Crop Science Centre - Driven by impact, fuelled by excellence

Crop Science Centre

Driven by impact, fuelled by excellence

AM fungi as art

AM fungi as art

Symbiotic fungus

Methods for using art to engage the public in AM fungi have been described by Crop Science Centre scientists, Uta Paszkowski and Jennifer McGaley in the Journal Plants, People and People.

The authors stress the importance of high-quality visuals in public engagement, as well as the wealth of visual data collected during regular biological investigation, including photographs, micrographs, models and illustrations.

To read more click here to read the full paper.

Crop Science Centre

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Rice receptor conditions plants for symbiosis with beneficial Fungi

Rice receptor conditions plants for symbiosis with beneficial Fungi

Root arbuscules

A recent review from the Crop Science Centre discusses the establishment of arbuscular mycorrhizal (AM) symbiosis from the perspective of the rice receptor DWARF14-LIKE (D14L).

Published in July of 2021 in the journal Current Opinion in Plant Biology as part of a themed issue on biotic interactions, the review proposes that D14L signalling modulates the physiological condition of the plant to create a permissive state for AM symbiosis, underpinning attraction and enabling accommodation of the symbiotic fungus.

AM symbiosis is a plant-fungal mutualism that arose approximately 450 million years ago in early land plants. In this relationship plants can derive up to 100% of their phosphorus needs and around 40% of their nitrogen needs from AM fungi. In fact, it is thought that AM symbiosis is the default plant nutrient uptake strategy and so is central to plant performance and ecosystem productivity.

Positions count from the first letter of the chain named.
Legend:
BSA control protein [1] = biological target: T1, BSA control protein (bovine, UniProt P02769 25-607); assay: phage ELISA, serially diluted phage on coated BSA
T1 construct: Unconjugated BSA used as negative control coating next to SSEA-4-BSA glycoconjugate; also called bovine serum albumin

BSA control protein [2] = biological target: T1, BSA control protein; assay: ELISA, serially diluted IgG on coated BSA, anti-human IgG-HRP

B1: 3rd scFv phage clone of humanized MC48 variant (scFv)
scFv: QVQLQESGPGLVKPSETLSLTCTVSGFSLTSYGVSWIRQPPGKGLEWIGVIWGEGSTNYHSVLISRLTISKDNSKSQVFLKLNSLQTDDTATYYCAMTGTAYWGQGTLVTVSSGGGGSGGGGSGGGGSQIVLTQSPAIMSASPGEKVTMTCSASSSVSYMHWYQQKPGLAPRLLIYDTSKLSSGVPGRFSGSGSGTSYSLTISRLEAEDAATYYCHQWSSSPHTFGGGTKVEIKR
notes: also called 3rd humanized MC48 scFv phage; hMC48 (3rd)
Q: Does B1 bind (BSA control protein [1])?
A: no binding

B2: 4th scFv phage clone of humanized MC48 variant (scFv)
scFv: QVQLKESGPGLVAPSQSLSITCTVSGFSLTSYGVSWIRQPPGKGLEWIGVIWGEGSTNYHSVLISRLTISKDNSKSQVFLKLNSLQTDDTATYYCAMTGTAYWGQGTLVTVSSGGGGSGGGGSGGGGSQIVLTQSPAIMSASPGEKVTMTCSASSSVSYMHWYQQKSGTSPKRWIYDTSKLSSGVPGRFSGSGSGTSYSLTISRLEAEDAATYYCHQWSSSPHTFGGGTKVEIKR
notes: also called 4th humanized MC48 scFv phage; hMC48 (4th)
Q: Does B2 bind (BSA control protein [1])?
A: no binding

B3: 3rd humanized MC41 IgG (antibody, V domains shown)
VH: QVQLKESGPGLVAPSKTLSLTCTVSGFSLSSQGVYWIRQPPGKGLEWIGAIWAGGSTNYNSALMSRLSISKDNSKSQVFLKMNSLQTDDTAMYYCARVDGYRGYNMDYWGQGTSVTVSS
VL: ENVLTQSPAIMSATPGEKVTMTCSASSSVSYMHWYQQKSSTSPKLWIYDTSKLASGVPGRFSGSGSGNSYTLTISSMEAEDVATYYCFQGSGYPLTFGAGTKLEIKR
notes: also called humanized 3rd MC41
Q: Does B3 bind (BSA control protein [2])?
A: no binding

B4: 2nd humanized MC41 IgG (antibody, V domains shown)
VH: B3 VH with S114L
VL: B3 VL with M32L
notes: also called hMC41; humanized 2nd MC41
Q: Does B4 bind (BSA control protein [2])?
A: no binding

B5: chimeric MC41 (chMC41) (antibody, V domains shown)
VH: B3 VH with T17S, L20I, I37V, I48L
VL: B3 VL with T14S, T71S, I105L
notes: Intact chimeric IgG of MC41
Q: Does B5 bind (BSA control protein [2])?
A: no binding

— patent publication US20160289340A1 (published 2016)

Raphaella Hull, plant scientist at the Crop Science Centre, said “The receptor D14L is essential for the perception of AM fungi by rice plants. In this work, we discuss how D14L integrates hormonal signals to prepare plants for AM symbiosis. We highlight research showing that D14L regulates the biosynthesis and exudation of the plant hormone strigolactone, the best known and potent attractant for AM fungi, via degradation of the repressor SMAX1. In addition, we draw attention to data that suggests that D14L signalling also has a role in regulating the biosynthesis of gibberellic acid. Altogether, our current understanding of D14L signalling leads us to propose that D14L is a central regulator of symbiotic competency, whilst further research is required to elucidate the downstream signalling pathway of SMAX1 and the evolutionary conservation of D14L function.”

Read more by clicking here to read the review paper.

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Bringing a SPARK into the ancient relationship between plants and symbiotic fungi

Bringing a SPARK into the ancient relationship between plants and symbiotic fungi

A rice root colonized by arbuscular mycorrhizal fungi